New answers tagged potatoes
Sorry for the late answer. I would say that you did NOT use the wrong potato. In my experience russet potatoes end up MUCH softer than waxy or yellow potatoes, after cooking. That's the reason I only use russets when making mashed potatoes. I ran into a similar situation not too long ago. In this case I was using a mixture of russets and yellow potatoes, ...
It should be stored in a covered bowl with water (unsalted water) as I found through. Don't know much about adding lime juice, but if it is stored with salted water, those potatoes cannot be prepared for a dish anymore.
When I was in the navy, we used to store peeled and cut potatoes in a big plastic bin covered in water. They would be fine for a day or two. In a home setting, I think putting them in a covered bowl with (unsalted) water overnight would probably work fine.
Wash, cut in half, pressure cook 10 to 12 min. Rice, add whatever you like. I use a little butter, milk, garllic, salt, Pepper, whisk with fork.Done in about 20 min.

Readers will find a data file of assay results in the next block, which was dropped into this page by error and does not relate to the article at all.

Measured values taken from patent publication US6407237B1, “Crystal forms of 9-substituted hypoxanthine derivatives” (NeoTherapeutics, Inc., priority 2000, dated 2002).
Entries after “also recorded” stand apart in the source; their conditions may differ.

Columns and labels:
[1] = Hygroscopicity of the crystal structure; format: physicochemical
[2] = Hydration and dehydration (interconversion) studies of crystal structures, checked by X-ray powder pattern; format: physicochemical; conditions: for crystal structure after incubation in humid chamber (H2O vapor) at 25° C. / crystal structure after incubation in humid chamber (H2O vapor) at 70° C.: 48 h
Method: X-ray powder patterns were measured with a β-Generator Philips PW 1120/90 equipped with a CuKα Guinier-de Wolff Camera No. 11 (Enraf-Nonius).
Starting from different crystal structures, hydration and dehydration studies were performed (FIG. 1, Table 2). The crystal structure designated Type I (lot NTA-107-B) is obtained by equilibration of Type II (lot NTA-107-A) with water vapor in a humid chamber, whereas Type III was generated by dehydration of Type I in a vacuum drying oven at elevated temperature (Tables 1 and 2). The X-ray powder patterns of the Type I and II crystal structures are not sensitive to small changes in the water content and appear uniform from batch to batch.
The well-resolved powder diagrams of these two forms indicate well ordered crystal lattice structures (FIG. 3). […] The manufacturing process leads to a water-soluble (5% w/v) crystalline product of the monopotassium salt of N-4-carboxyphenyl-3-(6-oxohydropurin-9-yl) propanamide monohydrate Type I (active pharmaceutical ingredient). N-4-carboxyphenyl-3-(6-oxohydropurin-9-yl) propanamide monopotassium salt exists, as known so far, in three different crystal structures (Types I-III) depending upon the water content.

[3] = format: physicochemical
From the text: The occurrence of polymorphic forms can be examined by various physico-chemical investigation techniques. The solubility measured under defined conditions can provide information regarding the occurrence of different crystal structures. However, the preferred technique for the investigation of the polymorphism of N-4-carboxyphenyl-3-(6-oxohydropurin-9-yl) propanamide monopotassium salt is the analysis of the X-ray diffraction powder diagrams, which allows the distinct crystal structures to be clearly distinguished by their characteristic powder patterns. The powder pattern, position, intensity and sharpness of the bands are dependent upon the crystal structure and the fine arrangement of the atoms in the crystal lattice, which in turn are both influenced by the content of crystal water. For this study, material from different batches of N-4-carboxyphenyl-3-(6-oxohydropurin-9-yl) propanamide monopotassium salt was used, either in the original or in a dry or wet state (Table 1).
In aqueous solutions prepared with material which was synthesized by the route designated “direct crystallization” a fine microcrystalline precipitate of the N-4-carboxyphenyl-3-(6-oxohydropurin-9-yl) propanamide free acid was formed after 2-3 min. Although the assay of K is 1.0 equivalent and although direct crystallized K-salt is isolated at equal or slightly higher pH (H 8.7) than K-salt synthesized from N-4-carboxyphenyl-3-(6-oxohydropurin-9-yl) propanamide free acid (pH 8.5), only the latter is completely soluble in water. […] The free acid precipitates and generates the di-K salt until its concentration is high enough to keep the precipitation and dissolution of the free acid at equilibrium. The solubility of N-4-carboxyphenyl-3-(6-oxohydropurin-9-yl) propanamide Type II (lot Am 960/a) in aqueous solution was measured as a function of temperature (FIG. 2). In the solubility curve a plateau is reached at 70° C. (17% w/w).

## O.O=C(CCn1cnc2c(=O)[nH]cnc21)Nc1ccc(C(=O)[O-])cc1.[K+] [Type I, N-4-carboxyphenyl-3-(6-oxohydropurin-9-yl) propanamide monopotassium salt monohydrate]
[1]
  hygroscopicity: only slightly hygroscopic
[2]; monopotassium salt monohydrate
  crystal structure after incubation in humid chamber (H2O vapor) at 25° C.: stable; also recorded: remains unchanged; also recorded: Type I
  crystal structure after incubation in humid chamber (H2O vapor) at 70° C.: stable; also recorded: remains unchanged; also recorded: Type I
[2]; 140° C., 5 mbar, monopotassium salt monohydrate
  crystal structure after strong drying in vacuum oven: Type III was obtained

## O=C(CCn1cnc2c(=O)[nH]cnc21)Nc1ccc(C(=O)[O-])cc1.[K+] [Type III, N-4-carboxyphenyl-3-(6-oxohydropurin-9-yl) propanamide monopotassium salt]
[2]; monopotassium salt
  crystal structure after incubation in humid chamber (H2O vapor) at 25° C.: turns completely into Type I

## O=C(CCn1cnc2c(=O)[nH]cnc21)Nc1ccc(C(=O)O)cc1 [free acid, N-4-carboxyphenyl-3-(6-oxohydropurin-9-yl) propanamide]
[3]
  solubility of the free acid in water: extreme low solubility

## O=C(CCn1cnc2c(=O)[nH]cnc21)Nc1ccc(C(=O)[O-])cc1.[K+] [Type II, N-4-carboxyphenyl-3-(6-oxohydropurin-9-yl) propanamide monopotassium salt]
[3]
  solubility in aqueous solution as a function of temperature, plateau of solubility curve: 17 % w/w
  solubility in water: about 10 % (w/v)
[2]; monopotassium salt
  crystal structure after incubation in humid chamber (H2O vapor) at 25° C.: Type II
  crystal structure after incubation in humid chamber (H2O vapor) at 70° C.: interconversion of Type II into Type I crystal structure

I have never had a problem boiling potatoes regardless of what temp the water is in the beginning. Usually it's cold as when making mashers but like for stew, its already hot when adding potatoes and they're also fine in the end. Potatoes are generally very forgiving.
The rule of thumb I was thought is... Above ground start hot, below ground start cold. Having said that I hate mushy carrots... They always just get cut and blanched in water at a rolling boil.
11000 feet at the international standard atmosphere makes water boil at 87 degrees. What that means is that if the air pressure at sea level would be 1013 hPa (aka millibars) and +19C then at 11000 ft the water would boil at 87 degrees C. What this means is that you have to use the density altitude to represent your actual air pressure when calculating the ...
I have done this with boiling and then baking sweet potato fries. They turned out alright, but didn't come out as crispy due to the baking having more moisture to pull out (that's my post-facto hypothesis, anyways). I have to admit I'm not a fan of this method for french-fries either – I find that some restaurants who use it tend to give soggy or mushy ...
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